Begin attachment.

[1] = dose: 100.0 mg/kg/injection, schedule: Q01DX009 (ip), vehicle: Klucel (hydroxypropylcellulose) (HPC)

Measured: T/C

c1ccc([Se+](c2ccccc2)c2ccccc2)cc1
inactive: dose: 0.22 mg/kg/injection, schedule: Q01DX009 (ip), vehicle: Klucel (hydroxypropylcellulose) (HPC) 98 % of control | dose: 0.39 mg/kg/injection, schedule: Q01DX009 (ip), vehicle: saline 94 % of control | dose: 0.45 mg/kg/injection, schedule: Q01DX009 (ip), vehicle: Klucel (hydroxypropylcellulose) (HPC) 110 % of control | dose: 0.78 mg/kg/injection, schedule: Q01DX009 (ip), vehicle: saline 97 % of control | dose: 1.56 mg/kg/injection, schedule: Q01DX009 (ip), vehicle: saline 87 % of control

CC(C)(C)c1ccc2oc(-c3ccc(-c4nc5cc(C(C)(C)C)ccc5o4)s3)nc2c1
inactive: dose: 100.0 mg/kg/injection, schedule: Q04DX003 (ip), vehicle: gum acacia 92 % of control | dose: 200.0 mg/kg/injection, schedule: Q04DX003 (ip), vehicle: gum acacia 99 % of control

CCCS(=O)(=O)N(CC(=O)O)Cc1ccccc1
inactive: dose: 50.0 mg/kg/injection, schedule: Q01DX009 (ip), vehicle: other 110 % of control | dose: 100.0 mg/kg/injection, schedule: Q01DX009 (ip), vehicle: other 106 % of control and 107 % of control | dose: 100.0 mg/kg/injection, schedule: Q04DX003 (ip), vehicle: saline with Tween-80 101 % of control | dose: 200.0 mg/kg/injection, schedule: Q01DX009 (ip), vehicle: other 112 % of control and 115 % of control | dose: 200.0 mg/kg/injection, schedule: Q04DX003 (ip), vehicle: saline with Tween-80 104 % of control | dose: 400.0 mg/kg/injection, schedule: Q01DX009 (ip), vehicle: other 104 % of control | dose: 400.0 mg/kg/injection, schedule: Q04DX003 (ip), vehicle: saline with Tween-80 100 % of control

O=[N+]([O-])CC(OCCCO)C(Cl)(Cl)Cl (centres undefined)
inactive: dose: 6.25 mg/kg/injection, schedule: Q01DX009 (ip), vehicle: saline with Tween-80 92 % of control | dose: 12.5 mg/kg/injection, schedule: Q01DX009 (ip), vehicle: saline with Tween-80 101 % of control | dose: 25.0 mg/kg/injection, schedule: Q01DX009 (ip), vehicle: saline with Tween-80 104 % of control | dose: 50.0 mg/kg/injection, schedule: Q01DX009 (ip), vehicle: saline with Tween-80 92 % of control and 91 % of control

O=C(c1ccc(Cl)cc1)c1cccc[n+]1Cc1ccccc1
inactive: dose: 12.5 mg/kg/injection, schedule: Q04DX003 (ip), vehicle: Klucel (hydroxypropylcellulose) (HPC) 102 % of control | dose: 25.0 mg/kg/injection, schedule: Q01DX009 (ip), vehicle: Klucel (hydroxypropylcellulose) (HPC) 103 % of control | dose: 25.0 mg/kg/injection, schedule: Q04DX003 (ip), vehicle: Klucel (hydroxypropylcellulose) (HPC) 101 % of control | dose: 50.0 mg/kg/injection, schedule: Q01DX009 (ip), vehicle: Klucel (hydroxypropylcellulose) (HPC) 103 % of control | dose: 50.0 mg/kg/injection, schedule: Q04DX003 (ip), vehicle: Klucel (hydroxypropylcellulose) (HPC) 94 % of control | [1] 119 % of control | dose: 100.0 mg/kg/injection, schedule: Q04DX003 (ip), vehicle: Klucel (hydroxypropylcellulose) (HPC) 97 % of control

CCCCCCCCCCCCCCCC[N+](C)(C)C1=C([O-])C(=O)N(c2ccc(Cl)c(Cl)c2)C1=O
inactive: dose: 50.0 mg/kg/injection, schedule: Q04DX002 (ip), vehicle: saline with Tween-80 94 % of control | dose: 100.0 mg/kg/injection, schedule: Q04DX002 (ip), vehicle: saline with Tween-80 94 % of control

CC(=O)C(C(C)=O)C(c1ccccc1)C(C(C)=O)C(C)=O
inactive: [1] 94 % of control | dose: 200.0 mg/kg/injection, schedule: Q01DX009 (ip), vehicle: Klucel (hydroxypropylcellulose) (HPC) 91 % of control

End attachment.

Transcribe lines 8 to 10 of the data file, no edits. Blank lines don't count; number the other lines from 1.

inactive: dose: 50.0 mg/kg/injection, schedule: Q01DX009 (ip), vehicle: other 110 % of control | dose: 100.0 mg/kg/injection, schedule: Q01DX009 (ip), vehicle: other 106 % of control and 107 % of control | dose: 100.0 mg/kg/injection, schedule: Q04DX003 (ip), vehicle: saline with Tween-80 101 % of control | dose: 200.0 mg/kg/injection, schedule: Q01DX009 (ip), vehicle: other 112 % of control and 115 % of control | dose: 200.0 mg/kg/injection, schedule: Q04DX003 (ip), vehicle: saline with Tween-80 104 % of control | dose: 400.0 mg/kg/injection, schedule: Q01DX009 (ip), vehicle: other 104 % of control | dose: 400.0 mg/kg/injection, schedule: Q04DX003 (ip), vehicle: saline with Tween-80 100 % of control

O=[N+]([O-])CC(OCCCO)C(Cl)(Cl)Cl (centres undefined)
inactive: dose: 6.25 mg/kg/injection, schedule: Q01DX009 (ip), vehicle: saline with Tween-80 92 % of control | dose: 12.5 mg/kg/injection, schedule: Q01DX009 (ip), vehicle: saline with Tween-80 101 % of control | dose: 25.0 mg/kg/injection, schedule: Q01DX009 (ip), vehicle: saline with Tween-80 104 % of control | dose: 50.0 mg/kg/injection, schedule: Q01DX009 (ip), vehicle: saline with Tween-80 92 % of control and 91 % of control